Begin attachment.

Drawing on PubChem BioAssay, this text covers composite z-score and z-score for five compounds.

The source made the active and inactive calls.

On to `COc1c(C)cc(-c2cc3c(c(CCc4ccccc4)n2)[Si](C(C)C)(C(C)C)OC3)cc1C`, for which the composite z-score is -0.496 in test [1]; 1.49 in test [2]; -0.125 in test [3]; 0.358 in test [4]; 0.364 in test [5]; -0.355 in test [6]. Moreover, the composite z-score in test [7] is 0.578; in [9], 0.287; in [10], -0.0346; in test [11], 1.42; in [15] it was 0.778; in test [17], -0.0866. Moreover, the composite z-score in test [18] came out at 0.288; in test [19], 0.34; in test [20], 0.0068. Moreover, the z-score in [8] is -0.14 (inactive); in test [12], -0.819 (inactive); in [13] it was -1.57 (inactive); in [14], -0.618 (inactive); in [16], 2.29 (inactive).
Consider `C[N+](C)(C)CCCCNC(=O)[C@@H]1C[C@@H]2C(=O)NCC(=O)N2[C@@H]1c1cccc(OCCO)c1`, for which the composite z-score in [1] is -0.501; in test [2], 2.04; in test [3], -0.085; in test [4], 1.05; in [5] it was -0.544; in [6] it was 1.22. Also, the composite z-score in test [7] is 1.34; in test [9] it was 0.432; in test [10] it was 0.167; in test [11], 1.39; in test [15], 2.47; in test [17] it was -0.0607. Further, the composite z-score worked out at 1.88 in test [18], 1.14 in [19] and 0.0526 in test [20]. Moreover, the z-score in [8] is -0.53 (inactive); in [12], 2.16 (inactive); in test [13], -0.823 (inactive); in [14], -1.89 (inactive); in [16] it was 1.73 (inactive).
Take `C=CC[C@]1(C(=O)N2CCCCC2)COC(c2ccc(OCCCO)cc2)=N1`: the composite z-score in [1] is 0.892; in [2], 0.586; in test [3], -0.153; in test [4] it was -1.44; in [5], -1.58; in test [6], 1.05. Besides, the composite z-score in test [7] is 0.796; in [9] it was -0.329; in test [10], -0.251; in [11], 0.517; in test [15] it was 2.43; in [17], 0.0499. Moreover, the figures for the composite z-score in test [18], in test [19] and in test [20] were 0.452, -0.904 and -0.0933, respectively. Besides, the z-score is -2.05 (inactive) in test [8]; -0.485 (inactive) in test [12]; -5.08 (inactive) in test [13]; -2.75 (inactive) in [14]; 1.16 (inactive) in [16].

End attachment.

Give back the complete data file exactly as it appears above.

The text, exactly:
Drawing on PubChem BioAssay, this text covers composite z-score and z-score for five compounds.

The source made the active and inactive calls.

On to `COc1c(C)cc(-c2cc3c(c(CCc4ccccc4)n2)[Si](C(C)C)(C(C)C)OC3)cc1C`, for which the composite z-score is -0.496 in test [1]; 1.49 in test [2]; -0.125 in test [3]; 0.358 in test [4]; 0.364 in test [5]; -0.355 in test [6]. Moreover, the composite z-score in test [7] is 0.578; in [9], 0.287; in [10], -0.0346; in test [11], 1.42; in [15] it was 0.778; in test [17], -0.0866. Moreover, the composite z-score in test [18] came out at 0.288; in test [19], 0.34; in test [20], 0.0068. Moreover, the z-score in [8] is -0.14 (inactive); in test [12], -0.819 (inactive); in [13] it was -1.57 (inactive); in [14], -0.618 (inactive); in [16], 2.29 (inactive).
Consider `C[N+](C)(C)CCCCNC(=O)[C@@H]1C[C@@H]2C(=O)NCC(=O)N2[C@@H]1c1cccc(OCCO)c1`, for which the composite z-score in [1] is -0.501; in test [2], 2.04; in test [3], -0.085; in test [4], 1.05; in [5] it was -0.544; in [6] it was 1.22. Also, the composite z-score in test [7] is 1.34; in test [9] it was 0.432; in test [10] it was 0.167; in test [11], 1.39; in test [15], 2.47; in test [17] it was -0.0607. Further, the composite z-score worked out at 1.88 in test [18], 1.14 in [19] and 0.0526 in test [20]. Moreover, the z-score in [8] is -0.53 (inactive); in [12], 2.16 (inactive); in test [13], -0.823 (inactive); in [14], -1.89 (inactive); in [16] it was 1.73 (inactive).
Take `C=CC[C@]1(C(=O)N2CCCCC2)COC(c2ccc(OCCCO)cc2)=N1`: the composite z-score in [1] is 0.892; in [2], 0.586; in test [3], -0.153; in test [4] it was -1.44; in [5], -1.58; in test [6], 1.05. Besides, the composite z-score in test [7] is 0.796; in [9] it was -0.329; in test [10], -0.251; in [11], 0.517; in test [15] it was 2.43; in [17], 0.0499. Moreover, the figures for the composite z-score in test [18], in test [19] and in test [20] were 0.452, -0.904 and -0.0933, respectively. Besides, the z-score is -2.05 (inactive) in test [8]; -0.485 (inactive) in test [12]; -5.08 (inactive) in test [13]; -2.75 (inactive) in [14]; 1.16 (inactive) in [16].